- Also in 2003, Company announced a shift in product sales mix. Their Pillow Buddies business was decreasing due to increased competition pushing royalty licenses of character licenses up higher. Decided also to take their Disney Consumer Products direct to retail starting early 2004. Considering Toddler Bedding (bedding with Disney characters) is in now (2016 FY) the second highest grossing segment of product sales, this was a good decision (i.e. toddlers + Disney characters).
- CEO announced that Company was going to grow via meaningful acquisitions going forward
Source: Company Filings
B. November 2006
- Reaching into Latin American market – entered licensing agreement to develop, produce, market and sell infant home furnishings and accessories under the Baby Mink brand, which has 80% of market share in Mexico.
C. December 2006
- Acquired all of the assets of Kimberly Grant, Inc., a designer of various infant and toddler products. Under the agreement, the founding designer will continue to develop designs.
D. February 2007
- Announced closure of their subsidiary Churchill Weavers (which sold beddings), which has been unprofitable. The Company tried to sell Churchill Weavers but could not reach an agreement, so they decided to liquidate.
- On Feb 14, 2007, announced Q3 results, which reported lower sales by $1.1 million YoY. The sales shortfall came from pricing pressures by two retailers. Company decided not to participate in those sales because they wanted to protect profitability and control costs.
E. July 2008 – November 2008
F. June 2009
- Reported earnings that doubled YoY
- From 2007-2009 through the global financial crisis, the Company made key meaningful acquisitions (Spring Global – infant and toddler line in Nov 2007) and entered into licensing agreements to introduce new popular branded infant/toddler products (licensed from Crayola – toddler beddings in Mar 2008, licensed Kimberly Grant toR. Gibson to use the brand to produce complementary toddler products like books and photo albums )
- increased sales while keeping costs low. The Company was profitable except for non-cash impairment charges due to lower value of carrying book value like goodwill
- Net cash on the books increased; lowered A/R and inventory
Source: Company Filings
G. July 2009 – December 2009
H. February 2010
- Announces cash dividends to start being paid in May 2010
I. May 2010 – December 2010
- Began distributing cash dividends again
- Debt is almost extinguished
- Second letter to shareholders in the last year to dissuade shareholders to listen to Wynnefield Partners Small Cap Fund, an activist fund, that had on several occasions induced proxy battle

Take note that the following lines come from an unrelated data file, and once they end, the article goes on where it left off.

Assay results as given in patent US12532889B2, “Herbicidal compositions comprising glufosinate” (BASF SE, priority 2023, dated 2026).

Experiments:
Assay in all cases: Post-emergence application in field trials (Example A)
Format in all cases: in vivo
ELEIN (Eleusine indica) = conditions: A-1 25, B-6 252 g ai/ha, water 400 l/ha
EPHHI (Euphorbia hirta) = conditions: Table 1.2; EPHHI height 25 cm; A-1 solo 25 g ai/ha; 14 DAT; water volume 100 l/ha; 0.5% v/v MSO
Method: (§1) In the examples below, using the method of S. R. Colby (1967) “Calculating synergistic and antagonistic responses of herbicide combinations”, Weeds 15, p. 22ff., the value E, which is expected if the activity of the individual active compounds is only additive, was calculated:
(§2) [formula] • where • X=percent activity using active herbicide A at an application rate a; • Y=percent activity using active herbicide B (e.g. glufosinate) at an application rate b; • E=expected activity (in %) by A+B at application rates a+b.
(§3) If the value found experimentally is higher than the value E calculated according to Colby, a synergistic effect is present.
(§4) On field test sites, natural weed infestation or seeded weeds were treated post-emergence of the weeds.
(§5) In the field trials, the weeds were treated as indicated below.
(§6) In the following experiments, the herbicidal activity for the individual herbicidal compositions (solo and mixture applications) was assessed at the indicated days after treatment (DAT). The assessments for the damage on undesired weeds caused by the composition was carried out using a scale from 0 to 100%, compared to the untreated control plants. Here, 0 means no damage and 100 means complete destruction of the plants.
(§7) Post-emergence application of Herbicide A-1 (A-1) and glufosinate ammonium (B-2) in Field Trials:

- Also in the same month introduce bedding for pets – a new product category
July 2010 – December 2010
- Focuses on expanding international sales – adds an Executive to lead the international sales efforts
- Partners with ProjectNursery.com, a popular mommy blog run by moms, to increase social marketing by marketing directly with and to moms
- Presents at multiple investor conferences
J. July/August 2011
- Reached an agreement with the activist fund, Wynnefield, to replace one of their directors with one they nominated with
- Reported lower profitability despite increased sales for the quarter YoY. Also revealed lack of cash on their balance sheet compared YoY.
- Debt free
Source: Company Filings
Company’s value took a hit in 2011 as their gross profit remained in question due to rising costs for raw materials, labor, transportation, and currency translation. Along with decreased profitability and a losing “proxy”, throughout the year, there weren’t positive impacts that fueled the momentum they experience in 2010:
- Company continued to pay quarterly cash dividends and continued to marketing efforts through presentations at multiple investor conferences throughout the year.
- Introduced a bedding liner product for infants
- However, no new meaningful acquisitions or licensing agreements made
K. February 2012
- Reported growth in sales and profitability finally
Source: Company Filings
L. March 2012
- Announced 100% increase in the quarterly cash dividends to start in July 2012, representing an annualized yield of 7.4%
2012 – 2013
- Entered into licensing agreements and distribution agreements
M. June 2013
- Reported fiscal year end – although sales dropped slightly, income is higher – proving that their cost cutting and profitability protection strategy is working and that Management is disciplined.
- Announced reduction of board members from 7 to 5 directors to reduce board-related expenses
N. June/July 2014
- Yet again another increase in their gross profit and income. This time they also increased sales as well in their fiscal year end report.
Source: Company Filings